Young gamers will take to the big screen this weekend to battle for the right to represent Denver at qualifiers for the first-evee.
Organized by Santa Monica-based Super League Gaming, Minecraft City Champs is a season-long competition that pits teams from twelve cities against each other across seven different Minecraft game modes. (A thirteenth team, the Virtual Storm, is made up of players that don’t live in an area with its own squad.) To earn a place on Colorado’s team, the Denver Drakes, players will have to qualify at a series of four weekly events.
For those not familiar with the phenomenon, Minecraft is a sandbox-style game that has players gather resources, create structures and attempt to survive in a blocky, pixellated landscape. The title has established itself as a favorite both of parents, who value it for its pseudo-educational, Lego-esque gameplay, and older players, who have used the platform to build everything from a working Game Boy to a model of Kings Landing from Game of Thrones.
This isn’t Super League Gaming’s first foray into this type of tournament. Last year, the company tested the model with a similar tournament for the popular eSports game League of Legends. In the fall, SLG held competitive Minecraft events in more than fifty cities across the U.S., with the best players entering into a nationwide tournament with a college scholarship as the prize.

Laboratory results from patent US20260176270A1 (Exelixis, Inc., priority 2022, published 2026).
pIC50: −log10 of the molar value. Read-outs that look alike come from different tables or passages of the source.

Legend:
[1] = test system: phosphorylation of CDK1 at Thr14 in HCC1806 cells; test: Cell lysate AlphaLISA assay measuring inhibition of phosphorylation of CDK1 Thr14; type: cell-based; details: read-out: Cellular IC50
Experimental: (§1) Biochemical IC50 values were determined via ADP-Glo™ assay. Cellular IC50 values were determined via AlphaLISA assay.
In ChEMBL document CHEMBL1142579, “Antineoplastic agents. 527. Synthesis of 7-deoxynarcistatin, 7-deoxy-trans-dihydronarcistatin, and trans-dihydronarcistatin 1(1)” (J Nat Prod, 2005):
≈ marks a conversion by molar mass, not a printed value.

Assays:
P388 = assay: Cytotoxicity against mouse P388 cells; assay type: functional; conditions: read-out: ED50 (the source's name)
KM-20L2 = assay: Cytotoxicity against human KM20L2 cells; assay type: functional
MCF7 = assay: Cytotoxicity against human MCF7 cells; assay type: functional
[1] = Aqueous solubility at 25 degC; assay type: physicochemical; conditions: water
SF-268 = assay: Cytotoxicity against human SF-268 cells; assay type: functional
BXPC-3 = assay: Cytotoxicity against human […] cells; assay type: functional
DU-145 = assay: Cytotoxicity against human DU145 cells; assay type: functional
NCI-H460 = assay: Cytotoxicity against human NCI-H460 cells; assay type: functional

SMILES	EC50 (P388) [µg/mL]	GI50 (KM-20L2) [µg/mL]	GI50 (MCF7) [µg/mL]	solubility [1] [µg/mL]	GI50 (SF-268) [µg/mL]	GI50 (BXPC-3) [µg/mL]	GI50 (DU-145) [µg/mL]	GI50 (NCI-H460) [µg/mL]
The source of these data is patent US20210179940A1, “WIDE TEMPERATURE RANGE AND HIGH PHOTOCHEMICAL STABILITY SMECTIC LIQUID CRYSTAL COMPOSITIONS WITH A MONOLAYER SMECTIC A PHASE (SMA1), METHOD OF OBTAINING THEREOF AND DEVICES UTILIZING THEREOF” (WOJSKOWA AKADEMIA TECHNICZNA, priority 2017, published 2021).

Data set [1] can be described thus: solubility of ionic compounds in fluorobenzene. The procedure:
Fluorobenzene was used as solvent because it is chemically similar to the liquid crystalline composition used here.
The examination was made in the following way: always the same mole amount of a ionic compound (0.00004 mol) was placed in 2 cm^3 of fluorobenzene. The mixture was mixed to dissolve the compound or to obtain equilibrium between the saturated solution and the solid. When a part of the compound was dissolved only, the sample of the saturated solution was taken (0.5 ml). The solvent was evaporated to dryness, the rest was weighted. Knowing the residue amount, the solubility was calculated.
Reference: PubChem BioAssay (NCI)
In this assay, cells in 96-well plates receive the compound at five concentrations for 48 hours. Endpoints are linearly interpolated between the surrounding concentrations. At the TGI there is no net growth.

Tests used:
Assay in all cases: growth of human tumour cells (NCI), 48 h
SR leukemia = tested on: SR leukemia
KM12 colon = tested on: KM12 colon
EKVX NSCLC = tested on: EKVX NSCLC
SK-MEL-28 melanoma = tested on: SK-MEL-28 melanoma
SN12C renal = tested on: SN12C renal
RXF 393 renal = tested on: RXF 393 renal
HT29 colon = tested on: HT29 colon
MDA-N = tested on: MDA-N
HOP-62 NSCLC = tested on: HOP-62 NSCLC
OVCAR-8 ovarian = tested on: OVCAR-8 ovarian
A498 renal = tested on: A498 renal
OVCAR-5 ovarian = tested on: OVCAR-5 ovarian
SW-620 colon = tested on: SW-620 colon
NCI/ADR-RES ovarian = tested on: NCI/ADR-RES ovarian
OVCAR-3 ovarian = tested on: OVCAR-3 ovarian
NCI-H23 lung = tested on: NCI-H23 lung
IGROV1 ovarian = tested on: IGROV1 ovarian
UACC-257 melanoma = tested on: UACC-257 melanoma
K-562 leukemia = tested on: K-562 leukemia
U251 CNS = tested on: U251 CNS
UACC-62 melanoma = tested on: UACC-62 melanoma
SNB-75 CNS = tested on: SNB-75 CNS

Unlike the Minecraft tournament, SLG’s League of Legends competition allows players over seventeen.
While Minecraft doesn’t have the same reputation as a competitive game as popular eSports titles like League of Legends, DOTA 2, or Counter-Strike: Global Offensive — whose tournaments tempt pros with prize pools that can reach well into eight figures — SLG said in an e-mail that it aims to offer “a positive place for Minecraft fans to come together and experience the spotlight on the big screen.”
“The first League of Legends City Champs showed how intense local pride can be in gaming, and we want to bring that intensity to even more players across America,” said Super League Gaming CEO Ann Hand in a press release. “Adding a Minecraft tournament alongside League of Legends and expanding the number of cities are our next steps to bringing the big-screen gaming experience to everyone.”
Tickets to compete in the qualifiers are $20 per event. All players receive a free City Champs t-shirt; the highest-ranked will go on to compete against Seattle and Chicago in the City vs. City phase.
The first qualifications will take place today, Saturday, March 11, at 10:30 a.m. at Boulder’s Century 16 theater; participants must be seventeen or younger.